Economic losses from natural disturbances in Norway spruce forests – A quantification using Monte-Carlo simulations

Thomas Knoke, Elizabeth Gosling, Dominik Thom, Claudia Chreptun, Anja Rammig, Rupert Seidl

Research output: Contribution to journalArticlepeer-review

29 Scopus citations


Changing forest disturbance regimes pose a major challenge for current day forestry. Yet our understanding of the economic impacts of disturbances remains incomplete. Existing valuations of losses from natural disturbances commonly exclude extreme events and neglect impacts on standing timber. Here we develop a new methodology to assess the economic impact of natural disturbances addressing these limitations. We couple an empirical function of forest growth with survival modelling for the example of Norway spruce (Picea abies), using Monte-Carlo simulations to quantify the economic losses from natural disturbances. We illustrate the effect of extreme disturbance events by analyzing the lowest (worst) 5% of simulated economic returns. Ranging between € −2,611 and −34,416 per hectare, disturbance-induced economic losses varied greatly, depending on the valuation approach applied. Accounting for extreme events and disturbance impacts on standing timber resulted in 262–1218% higher losses compared to damages derived with common valuation approaches that neglect these aspects. Furthermore, we demonstrate that refraining from salvage logging after extreme disturbances does not necessarily result in major economic losses for forest owners, indicating a potential cost-effective avenue to improve forest biodiversity. Our approach presents an important step towards quantifying the economic impacts of changing forest disturbance regimes.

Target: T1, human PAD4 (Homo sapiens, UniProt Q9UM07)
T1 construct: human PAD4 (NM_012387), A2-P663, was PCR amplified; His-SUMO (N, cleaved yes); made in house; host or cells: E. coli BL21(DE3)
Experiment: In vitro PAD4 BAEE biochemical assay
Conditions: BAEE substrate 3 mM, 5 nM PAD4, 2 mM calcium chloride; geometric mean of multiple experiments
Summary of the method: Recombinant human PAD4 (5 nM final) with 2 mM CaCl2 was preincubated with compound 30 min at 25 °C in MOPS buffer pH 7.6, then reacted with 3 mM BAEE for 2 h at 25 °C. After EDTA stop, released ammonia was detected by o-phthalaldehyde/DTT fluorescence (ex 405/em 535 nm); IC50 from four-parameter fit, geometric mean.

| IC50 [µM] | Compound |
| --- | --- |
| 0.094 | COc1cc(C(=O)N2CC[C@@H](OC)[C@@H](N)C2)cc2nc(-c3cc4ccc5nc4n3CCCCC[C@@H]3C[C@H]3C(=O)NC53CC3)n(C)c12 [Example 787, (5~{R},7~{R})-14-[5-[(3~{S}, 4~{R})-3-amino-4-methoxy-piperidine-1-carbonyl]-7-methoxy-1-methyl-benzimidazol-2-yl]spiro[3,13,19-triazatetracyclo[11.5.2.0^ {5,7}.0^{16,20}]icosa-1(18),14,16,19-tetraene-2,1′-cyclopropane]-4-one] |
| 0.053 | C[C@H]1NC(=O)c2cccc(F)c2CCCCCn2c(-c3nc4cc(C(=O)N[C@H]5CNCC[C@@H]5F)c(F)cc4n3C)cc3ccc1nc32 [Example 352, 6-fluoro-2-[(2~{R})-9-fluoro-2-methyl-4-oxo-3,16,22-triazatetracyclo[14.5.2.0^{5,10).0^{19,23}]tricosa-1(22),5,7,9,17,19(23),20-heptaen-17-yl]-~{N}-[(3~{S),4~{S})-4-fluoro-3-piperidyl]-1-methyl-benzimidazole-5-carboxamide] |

Original languageEnglish
Article number107046
JournalEcological Economics
StatePublished - Jul 2021


  • Climatic change
  • Economic loss
  • Extreme hazard events
  • Monte-Carlo simulation
  • Survival probability
  • Worst-case analysis


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